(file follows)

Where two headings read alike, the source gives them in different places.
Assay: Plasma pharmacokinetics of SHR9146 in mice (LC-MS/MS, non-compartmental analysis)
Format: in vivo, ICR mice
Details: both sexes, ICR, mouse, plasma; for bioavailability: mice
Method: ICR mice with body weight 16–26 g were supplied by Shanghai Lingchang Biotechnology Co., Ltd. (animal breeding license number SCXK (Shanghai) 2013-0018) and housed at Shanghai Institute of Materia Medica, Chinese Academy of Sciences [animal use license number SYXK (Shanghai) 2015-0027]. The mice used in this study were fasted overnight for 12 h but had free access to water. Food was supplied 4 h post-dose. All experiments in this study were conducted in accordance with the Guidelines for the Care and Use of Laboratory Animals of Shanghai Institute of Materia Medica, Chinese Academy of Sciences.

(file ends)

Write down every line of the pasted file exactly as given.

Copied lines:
Where two headings read alike, the source gives them in different places.
Assay: Plasma pharmacokinetics of SHR9146 in mice (LC-MS/MS, non-compartmental analysis)
Format: in vivo, ICR mice
Details: both sexes, ICR, mouse, plasma; for bioavailability: mice
Method: ICR mice with body weight 16–26 g were supplied by Shanghai Lingchang Biotechnology Co., Ltd. (animal breeding license number SCXK (Shanghai) 2013-0018) and housed at Shanghai Institute of Materia Medica, Chinese Academy of Sciences [animal use license number SYXK (Shanghai) 2015-0027]. The mice used in this study were fasted overnight for 12 h but had free access to water. Food was supplied 4 h post-dose. All experiments in this study were conducted in accordance with the Guidelines for the Care and Use of Laboratory Animals of Shanghai Institute of Materia Medica, Chinese Academy of Sciences.